for the purposes of application to Brown's MMC PhD program

In addition to the small descriptions provided, more information is available in the program and performance notes contained within the scores themselves.

Standing Waves

for string quartet (2020), recording by JACK Quartet

I wrote this piece while at UMKC, originally for a graduate student quartet there, although they did not play it due to COVID. In working on this piece, I was very interested in ideas of lyricism and individuality in playing, and sought to give every member of the ensemble soloistic moments. To that end, the work takes on a strong lyrical bent, along with strains of neo-romanticism. The first movement taking this idea in a more traditional, mostly tonal setting (along with incorporating the Mexican folk-waltz "La Sandunga") while the second movement meanwhile leaves tonality behind and also embraces more freedom through aleatoric sections.

When doing initial listening with limited time, I'd encourage you to listen to the first five and a half minutes of the first movement and then the first few minutes of the second movement (begins at 8:40).


for large orchestra (2019), re-orchestrated 2022, performance by New England Philharmonic

This piece takes a somewhat geometric approach to the creation and manipulation of musical elements, with a chromatic cluster as its originating source. Formally, the piece uses the idea of Ritornello as an organizing structure, with the piano refrain being interspersed between the cluster-based areas. I originally wrote this work in 2019, but made this version for a smaller string section in 2022, shortening the piece by a few measures to accommodate the smaller section.

If limited on time, you can begin listening from m. 87 (about 6:40), or wherever the score looks most interesting to you.


for mixed octet (2022), performance by the Aspen Contemporary Ensemble

When I began conceiving of and working on this piece, it was April, and at the time I was really looking forward to a trip I had coming up in May—but, I found that I was focusing so much on that trip that the days were passing me by, and I had lost the current moment in longing for and trying to live in a future moment. That got me thinking quite a bit about the nature of longing and led me to the concept of this piece, Brinks, which is about the moment before something happens (being on the brink of it). Sitting in that moment, when there is something to come, the emotional content is rich: there’s longing and anxiety, but also hope and excitement and of course fear and so many millions of other feelings that can run through you in these moments. Usually, we try to move out of them as quickly as possible, to get to the “thing” itself, which I think is a shame since there are so many shifting and gripping emotions that we leave behind with the moment. Musically, the work is a sort of collage, often with material appearing for a section and then disappearing, left in moments past, each presenting the edge of some new moment and feeling.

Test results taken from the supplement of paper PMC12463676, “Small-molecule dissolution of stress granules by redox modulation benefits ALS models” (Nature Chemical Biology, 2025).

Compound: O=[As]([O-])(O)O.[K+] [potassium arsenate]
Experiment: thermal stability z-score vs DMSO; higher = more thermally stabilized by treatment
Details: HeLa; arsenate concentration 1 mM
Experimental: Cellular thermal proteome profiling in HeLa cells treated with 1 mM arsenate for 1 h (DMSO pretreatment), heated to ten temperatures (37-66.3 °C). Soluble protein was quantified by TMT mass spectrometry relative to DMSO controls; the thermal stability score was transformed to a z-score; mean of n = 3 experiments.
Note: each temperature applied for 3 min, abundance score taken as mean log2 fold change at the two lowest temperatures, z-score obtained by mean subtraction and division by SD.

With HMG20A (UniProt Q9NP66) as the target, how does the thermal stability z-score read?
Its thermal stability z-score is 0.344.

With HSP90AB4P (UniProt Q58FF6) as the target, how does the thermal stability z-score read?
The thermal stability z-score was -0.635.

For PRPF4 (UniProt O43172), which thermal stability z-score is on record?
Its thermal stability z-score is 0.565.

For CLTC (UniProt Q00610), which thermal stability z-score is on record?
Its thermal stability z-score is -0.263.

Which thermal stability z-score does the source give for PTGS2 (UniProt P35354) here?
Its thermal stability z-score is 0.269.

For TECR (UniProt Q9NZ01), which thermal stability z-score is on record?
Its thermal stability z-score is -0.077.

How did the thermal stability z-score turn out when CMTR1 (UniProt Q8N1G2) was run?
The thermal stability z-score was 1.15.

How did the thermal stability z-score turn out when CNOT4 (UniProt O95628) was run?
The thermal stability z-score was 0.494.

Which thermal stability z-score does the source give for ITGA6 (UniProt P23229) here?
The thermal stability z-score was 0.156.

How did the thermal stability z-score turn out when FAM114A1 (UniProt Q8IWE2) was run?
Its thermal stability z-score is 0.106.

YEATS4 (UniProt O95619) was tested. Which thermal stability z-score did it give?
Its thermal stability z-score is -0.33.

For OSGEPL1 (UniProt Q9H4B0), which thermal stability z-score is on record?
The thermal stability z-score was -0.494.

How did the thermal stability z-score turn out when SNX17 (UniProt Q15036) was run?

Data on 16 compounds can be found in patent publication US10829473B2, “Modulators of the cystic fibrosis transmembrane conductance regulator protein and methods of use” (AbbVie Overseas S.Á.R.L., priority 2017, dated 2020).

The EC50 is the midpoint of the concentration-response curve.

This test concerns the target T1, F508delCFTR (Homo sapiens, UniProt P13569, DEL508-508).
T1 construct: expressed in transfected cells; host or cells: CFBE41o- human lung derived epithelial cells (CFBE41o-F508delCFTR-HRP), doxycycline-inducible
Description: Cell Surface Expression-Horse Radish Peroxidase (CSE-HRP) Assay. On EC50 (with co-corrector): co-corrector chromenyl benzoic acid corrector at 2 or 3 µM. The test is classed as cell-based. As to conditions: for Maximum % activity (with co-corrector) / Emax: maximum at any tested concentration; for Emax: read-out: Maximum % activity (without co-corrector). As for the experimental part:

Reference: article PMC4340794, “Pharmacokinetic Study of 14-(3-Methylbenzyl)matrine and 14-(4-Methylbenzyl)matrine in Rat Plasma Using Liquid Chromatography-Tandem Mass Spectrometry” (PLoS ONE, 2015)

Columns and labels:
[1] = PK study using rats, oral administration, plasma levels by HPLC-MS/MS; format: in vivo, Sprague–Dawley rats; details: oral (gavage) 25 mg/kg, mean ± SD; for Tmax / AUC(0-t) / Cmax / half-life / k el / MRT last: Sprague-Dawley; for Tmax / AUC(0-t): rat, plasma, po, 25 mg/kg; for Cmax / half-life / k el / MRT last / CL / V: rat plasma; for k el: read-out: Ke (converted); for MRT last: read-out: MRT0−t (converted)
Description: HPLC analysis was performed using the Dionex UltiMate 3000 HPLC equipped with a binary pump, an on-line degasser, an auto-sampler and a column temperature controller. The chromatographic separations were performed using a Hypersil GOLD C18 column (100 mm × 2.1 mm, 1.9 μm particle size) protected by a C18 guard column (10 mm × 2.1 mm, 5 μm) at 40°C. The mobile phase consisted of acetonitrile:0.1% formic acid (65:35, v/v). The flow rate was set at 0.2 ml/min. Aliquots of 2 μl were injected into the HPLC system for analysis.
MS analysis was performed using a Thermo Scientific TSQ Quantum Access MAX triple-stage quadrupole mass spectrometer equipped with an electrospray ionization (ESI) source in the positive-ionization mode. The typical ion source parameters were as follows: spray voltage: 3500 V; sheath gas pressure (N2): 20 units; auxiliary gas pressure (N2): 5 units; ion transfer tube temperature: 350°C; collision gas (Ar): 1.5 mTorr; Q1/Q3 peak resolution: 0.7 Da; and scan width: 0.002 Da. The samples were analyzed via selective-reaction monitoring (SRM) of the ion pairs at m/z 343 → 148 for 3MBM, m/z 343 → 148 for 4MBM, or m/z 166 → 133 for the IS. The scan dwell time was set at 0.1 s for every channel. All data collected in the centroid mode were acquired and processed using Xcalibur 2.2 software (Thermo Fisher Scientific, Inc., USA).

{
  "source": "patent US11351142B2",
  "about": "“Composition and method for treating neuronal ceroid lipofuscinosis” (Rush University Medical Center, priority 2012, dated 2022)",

Given that, I would really suggest, when you have the time, listening to the piece straight through, trying to not consider the future much, what happens next in the piece, after you finished listening, the day after or anything, but instead just taking the moments as they come. However, I also know that time is limited during initial review, and you can begin at m. 78 (about 5:50).

your gaze is on my face: November

for soprano, mezzo-soprano and piano (2022), performance by Gabrielle Turgeon (soprano), Meg Brilleslyper (mezzo), and Manuel Arellano (piano)

This song is part of an ongoing project of mine to create a narrative song cycle for Soprano, Mezzo and trio setting the poems of Sara Teasdale, in this case the poem "November" from her collection Love Songs. The song incorporates motives and ideas from other songs in the collection, but it's relatively unimportant to understanding it as an individual piece. This comes later in the overall work, as the characters' relationship is coming apart.

One place of note is the piano interlude that happens in the middle of the work, starting at m. 27 (about 1:30). 

The world is tired, the year is old,

The fading leaves are glad to die,

The wind goes shivering with cold

Where the brown reeds are dry.

Our love is dying like the grass,

And we who kissed grow coldly kind,

Half glad to see our old love pass,

Like leaves along the wind.